Essay / Theology

The Sent God


Sending of the Son, from the Hours of Catherine of Cleves (ca 1450)

One of the organizing principles in my forthcoming book The Triune God (Dec. 6; available now for pre-order) is divine sending. The idea of God sending God is fundamental to this whole scheme of presenting the doctrine of the Trinity, and is especially prominent in chapter 5 (“God Who Sends God”).

Just Sending

Here’s one way to think about the task: Instead of spelling out the doctrine of the Trinity from an analysis of the most important revealed names like Father, Son, and Holy Spirit, you could spell out the doctrine by analyzing the fact of divine sentness. The reason to do this is not because the revealed names Father and Son are unstable or inadequate. On the contrary, they are so luminously clarifying and conceptually rich that they threaten to draw all of our attention and keep it. So avert your eyes from the terms Father and Son for a moment and consider the basic datum that in the fullness of time, God sent God and God. That is, God (the Father, but we’re not saying that yet) sent God (the Son, but again, defer that label) and God (the Holy Spirit, but again, sssshhh).

God sent Jesus and the Spirit: that’s a sentence about the gospel of salvation, and it’s a sentence rich in theological implications.

How much of trinitarian theology can be derived and displayed simply from reflection on divine sentness? Quite a bit, I think. And it’s worth carrying out that exercise because what we learn from sentness is actually foundational to what we learn from the revealed names. More on that in a moment. First, dig into sentness itself just a bit.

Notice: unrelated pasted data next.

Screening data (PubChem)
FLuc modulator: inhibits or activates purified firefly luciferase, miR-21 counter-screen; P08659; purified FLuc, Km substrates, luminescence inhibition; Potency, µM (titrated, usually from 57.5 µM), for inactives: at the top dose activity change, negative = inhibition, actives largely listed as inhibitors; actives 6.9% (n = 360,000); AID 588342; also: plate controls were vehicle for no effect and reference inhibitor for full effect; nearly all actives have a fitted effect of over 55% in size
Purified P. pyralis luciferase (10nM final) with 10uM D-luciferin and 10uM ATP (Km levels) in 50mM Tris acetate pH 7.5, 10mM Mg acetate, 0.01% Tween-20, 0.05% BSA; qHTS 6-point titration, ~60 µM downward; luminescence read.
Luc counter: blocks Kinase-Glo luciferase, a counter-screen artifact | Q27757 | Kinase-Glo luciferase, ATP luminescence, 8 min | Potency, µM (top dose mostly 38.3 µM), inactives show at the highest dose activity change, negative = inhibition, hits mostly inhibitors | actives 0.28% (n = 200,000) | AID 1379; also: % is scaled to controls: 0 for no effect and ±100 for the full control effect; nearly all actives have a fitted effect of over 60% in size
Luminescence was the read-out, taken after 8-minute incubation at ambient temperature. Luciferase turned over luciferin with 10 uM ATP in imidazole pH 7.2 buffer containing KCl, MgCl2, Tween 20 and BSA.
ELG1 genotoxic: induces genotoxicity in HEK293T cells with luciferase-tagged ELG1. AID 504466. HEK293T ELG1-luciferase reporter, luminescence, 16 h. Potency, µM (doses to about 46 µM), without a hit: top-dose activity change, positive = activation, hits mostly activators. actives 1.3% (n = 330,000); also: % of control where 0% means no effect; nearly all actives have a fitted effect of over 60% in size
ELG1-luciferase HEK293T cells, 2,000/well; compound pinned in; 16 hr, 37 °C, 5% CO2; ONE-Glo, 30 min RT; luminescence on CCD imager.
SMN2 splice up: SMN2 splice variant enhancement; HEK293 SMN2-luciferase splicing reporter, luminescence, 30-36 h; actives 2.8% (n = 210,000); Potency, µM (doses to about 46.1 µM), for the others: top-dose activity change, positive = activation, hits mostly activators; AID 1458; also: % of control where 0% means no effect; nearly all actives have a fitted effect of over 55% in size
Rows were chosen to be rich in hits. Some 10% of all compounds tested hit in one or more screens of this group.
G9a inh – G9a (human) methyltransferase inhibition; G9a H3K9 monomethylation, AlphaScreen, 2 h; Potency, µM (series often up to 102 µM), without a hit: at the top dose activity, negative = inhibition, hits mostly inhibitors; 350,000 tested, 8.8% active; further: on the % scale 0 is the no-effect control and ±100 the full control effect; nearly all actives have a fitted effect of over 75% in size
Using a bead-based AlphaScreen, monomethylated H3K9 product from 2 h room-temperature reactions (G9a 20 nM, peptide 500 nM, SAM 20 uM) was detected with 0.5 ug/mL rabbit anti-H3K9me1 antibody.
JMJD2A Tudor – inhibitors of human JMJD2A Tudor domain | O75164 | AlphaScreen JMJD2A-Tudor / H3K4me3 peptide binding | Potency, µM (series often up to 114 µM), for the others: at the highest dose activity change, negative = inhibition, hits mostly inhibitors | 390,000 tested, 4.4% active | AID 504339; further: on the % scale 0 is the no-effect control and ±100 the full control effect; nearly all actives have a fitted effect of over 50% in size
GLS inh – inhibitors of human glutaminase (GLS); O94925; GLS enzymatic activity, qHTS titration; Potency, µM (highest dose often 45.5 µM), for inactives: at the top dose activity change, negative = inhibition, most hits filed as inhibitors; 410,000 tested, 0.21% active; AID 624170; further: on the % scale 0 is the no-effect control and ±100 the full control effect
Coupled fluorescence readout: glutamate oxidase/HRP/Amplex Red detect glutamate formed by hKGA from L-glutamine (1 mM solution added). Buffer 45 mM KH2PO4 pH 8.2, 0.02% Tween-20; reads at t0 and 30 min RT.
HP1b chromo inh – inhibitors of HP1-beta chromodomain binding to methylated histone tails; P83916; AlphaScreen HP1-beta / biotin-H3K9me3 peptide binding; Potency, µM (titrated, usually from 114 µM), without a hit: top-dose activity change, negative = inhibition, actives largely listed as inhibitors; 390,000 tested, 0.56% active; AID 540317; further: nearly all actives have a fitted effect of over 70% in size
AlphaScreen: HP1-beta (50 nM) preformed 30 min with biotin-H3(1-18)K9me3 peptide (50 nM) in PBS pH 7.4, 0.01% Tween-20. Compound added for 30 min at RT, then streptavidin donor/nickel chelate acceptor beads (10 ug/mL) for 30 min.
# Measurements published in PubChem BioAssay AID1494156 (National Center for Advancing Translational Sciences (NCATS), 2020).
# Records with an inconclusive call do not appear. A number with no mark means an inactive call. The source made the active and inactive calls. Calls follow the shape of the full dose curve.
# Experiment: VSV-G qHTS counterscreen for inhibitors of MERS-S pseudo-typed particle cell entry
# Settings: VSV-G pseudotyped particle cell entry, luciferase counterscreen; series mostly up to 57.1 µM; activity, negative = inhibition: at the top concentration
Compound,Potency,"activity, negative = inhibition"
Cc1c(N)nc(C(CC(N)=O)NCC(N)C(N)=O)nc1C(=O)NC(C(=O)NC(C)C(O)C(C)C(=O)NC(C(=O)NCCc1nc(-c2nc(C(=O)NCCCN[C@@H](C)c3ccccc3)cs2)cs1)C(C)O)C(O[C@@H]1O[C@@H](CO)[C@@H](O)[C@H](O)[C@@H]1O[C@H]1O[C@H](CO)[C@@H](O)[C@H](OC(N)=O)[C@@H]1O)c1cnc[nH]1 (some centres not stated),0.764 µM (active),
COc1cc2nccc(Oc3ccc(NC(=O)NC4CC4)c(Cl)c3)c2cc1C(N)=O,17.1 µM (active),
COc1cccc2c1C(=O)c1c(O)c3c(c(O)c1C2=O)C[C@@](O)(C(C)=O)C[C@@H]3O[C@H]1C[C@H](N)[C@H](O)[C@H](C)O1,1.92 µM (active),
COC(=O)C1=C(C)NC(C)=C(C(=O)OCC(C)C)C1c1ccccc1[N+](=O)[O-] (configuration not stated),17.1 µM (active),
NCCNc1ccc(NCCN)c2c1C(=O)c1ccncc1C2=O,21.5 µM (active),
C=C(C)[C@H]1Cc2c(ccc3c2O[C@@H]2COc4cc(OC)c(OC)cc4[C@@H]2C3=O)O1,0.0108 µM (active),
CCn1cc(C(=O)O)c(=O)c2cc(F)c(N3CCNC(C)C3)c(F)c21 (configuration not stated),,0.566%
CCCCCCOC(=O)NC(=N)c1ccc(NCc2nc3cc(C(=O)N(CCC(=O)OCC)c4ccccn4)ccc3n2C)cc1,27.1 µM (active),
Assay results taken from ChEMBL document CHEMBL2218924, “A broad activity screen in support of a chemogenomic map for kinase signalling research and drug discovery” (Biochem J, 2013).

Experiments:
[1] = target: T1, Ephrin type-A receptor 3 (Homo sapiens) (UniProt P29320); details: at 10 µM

A Theology of Sentness

Jesus is God, but he is God as sent; the Sent God. That he is God entails unity; that he is sent entails distinctness. Jesus is not God who sends, but God who is sent. And he is not a something or someone sent from God and different from God (like Moses, angels, anything created, apostles), but God sent.

To think the thought “God sends God to us” instead of the simpler thought “God comes here to us,” you have to begin to grasp some kind of polarity or distinction in God. If you think of the situation spatially: in order to send, God must stay where he is and send out something to us. Otherwise we wouldn’t speak of sending at all, but only coming.

But then what are we saying? The omnipresent God doesn’t stay in one place and send something to another place where he once was not. The omnipresent God sends nonspatially. God sending God is not a case of God leaving one place and arriving in another, nor of staying in one place and separating an envoy who grows more distant from him as he draws nearer to a target, nor expanding outward to cover more territory, nor verbally broadcasting across a distance –though verbally broadcasting may be a helpful notion, because when I send out a word, it doesn’t depart from me in order to arrive at you in quite the same way a tennis ball or a messenger does.

The sent God was never halfway to us; he did not pass through a midpoint on his way from there to here. The sending we are talking about is some kind of nonspatial from and to, a whence and a whither that start without a where, a spiritual launch and a physical landing, in the case of the word become flesh.

The Kind of God Who Can Send God